Thanksgiving is one of my favorite holidays. I love gathering with family and friends and giving thanks together over a delicious meal. I also don’t believe gratitude only belongs to one day. In my home, gratitude is a daily practice.
It’s very easy to get caught up in our own problems and lose sight of how fortunate or blessed we truly are. When I find myself grumbling underneath my breath about #firstworldproblems, I immediately stop complaining and instead focus my attention on gratitude. It’s amazing how that little switch can change your perspective. I also want my girls to adopt a gratitude mindset, rather than feel entitled to all the things they have. This is how I have helped them do so.
I always tell my girls we are “lucky duckies”. Granted, if your kids are older, you probably can’t use that phrase without them rolling their eyes at you, but the sentiment remains. We are lucky. We have a nice house, a warm bed to sleep in and plenty of food, which unfortunately not every child has. So I make a point to gently remind the girls of this. For example, after we put away groceries, I’ll look at our restocked fridge and say, “We are so fortunate to have such good food in our fridge.” Or when we dine out, I’ll say, “It’s so nice that we can enjoy a meal at our favorite restaurant together.”
I don’t roll out a red carpet and shout “Ta-da” and expect the girls to clap their hands at their good fortune but instead I model an abundant mindset every day. True gratitude doesn’t need applause but simple recognition for the ordinary things we may take for granted, such as a full fridge and a meal out. We are “lucky duckies” and I want my girls to know regardless of what else is going on in our lives, we have so much to be grateful for and we acknowledge our good fortune.
I firmly believe sharing enriches our lives. While the girls share their money through their annual share goals, they are now starting to volunteer as well. Additionally, we adopt a family every Christmas and I try to choose a family with girls close to same age as my own. Lauren and Taylor will pick out clothes and toys they want to share with the girls from their own closets and toys chests. They are old enough where I bring them along when we deliver the gifts. They love meeting the family and giving the gifts to them in person.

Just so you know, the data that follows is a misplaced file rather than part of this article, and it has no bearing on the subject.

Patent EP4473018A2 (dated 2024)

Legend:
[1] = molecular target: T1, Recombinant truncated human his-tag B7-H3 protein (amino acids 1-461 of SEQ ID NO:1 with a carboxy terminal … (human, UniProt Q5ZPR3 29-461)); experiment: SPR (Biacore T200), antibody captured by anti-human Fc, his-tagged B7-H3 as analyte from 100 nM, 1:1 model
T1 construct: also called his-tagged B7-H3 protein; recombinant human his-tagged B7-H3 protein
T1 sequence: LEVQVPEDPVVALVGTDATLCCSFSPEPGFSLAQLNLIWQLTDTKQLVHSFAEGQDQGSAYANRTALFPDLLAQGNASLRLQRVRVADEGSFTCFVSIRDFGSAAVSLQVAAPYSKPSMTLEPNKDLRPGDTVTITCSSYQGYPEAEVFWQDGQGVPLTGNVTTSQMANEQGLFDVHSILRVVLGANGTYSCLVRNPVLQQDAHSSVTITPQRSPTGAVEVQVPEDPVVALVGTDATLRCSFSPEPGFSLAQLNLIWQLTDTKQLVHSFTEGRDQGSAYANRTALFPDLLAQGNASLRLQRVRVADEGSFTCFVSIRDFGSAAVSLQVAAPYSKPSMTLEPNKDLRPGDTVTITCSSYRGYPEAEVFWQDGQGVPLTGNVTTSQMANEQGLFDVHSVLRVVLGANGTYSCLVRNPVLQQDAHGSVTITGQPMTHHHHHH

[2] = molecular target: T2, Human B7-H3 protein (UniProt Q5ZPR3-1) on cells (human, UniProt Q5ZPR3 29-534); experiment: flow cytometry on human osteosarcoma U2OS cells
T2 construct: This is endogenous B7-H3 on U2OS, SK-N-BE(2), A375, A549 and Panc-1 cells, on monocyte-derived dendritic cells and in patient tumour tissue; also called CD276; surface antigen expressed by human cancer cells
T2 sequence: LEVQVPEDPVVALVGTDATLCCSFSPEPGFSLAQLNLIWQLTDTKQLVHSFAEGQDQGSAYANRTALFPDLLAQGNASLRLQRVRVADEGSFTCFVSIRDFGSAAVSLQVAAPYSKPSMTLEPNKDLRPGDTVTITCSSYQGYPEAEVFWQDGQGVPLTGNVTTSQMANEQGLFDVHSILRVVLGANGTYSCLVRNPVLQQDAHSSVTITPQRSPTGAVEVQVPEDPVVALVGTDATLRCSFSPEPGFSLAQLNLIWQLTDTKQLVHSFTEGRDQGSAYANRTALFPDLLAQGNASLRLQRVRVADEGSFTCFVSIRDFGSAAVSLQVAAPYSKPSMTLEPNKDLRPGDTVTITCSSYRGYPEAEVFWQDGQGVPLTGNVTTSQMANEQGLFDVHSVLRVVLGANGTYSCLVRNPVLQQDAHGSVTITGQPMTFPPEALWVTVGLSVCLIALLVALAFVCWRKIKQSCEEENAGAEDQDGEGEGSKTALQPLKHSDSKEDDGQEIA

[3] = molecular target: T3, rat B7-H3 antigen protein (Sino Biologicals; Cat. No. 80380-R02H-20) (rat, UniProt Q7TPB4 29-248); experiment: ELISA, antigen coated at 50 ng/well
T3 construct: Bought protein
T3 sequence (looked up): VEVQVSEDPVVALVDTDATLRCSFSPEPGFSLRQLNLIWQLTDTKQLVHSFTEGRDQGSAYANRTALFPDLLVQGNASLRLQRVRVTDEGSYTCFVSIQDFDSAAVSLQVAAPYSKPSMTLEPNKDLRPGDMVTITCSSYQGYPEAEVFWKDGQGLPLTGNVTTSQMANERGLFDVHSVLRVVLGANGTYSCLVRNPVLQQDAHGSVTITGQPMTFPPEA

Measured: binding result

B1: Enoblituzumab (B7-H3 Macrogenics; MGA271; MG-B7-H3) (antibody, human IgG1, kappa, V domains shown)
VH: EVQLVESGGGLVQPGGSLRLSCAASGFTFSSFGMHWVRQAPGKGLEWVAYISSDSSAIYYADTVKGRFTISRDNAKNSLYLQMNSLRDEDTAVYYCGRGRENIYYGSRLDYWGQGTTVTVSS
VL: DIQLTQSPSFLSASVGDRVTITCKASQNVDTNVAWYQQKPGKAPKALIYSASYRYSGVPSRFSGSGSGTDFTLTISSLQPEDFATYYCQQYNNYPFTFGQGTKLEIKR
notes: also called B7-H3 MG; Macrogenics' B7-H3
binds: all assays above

Sharing didn’t always come easy to them, but after they experienced firsthand how good it felt to share and saw how much joy they could bring into someone else’s lives, they were hooked. It feels great watching them give so willingly and generously. They love sharing now. It’s helped them appreciate how much they have and replace feelings of entitlement with gratitude.
Too often we compare our lives to others and find our lives lacking in comparison. This can fuel our need to keep up with the Joneses and start living beyond our means. I don’t want my kids to live this way.
I try to replace feelings of envy with appreciation because there will always be people who have more than we do. When we went on vacation this summer, the girls and I were invited to watch a movie at the cabin of one of their new friends. Their cabin was gorgeous, easily three times larger than our own with a beautiful wrap-around porch. My youngest wondered why our cabin wasn’t as luxurious. Before I could even answer, her big sister told her, “I am so happy that they have such a beautiful cabin and were willing to share it with us. We made a decision when we booked the cruise based on what we wanted to spend on this trip, and I love our cabin!”
I was so proud of Lauren’s response. She got it. Instead of being envious of her friend’s good fortune, she was happy for her and also happy for herself. She knew the trip represented the achievement of the largest family goal we had ever set together. We saved for two years for our Disney Cruise and chose to spend our money on private land excursions because exploring new places meant more to us than having a bigger cabin. We made sure the girls understood our the choices before we ever set sail, which helped Lauren appreciate her friend’s cabin while still feeling the satisfaction of honoring our family goal. She didn’t let her friend’s good fortune diminish her own good fortune, which so many of us do.
Creating a gratitude mindset in kids is very important. It can help prevent them from comparing their lives to others and feeling a need to keep up or exceed their friends’ lifestyles. My girls appreciate the gifts of our hard work and see us use our money on what matters most to us, which they are doing as well. And that is something I am thankful for this holiday season and every day.
Image courtesy of Shannon Kringen via Flickr.
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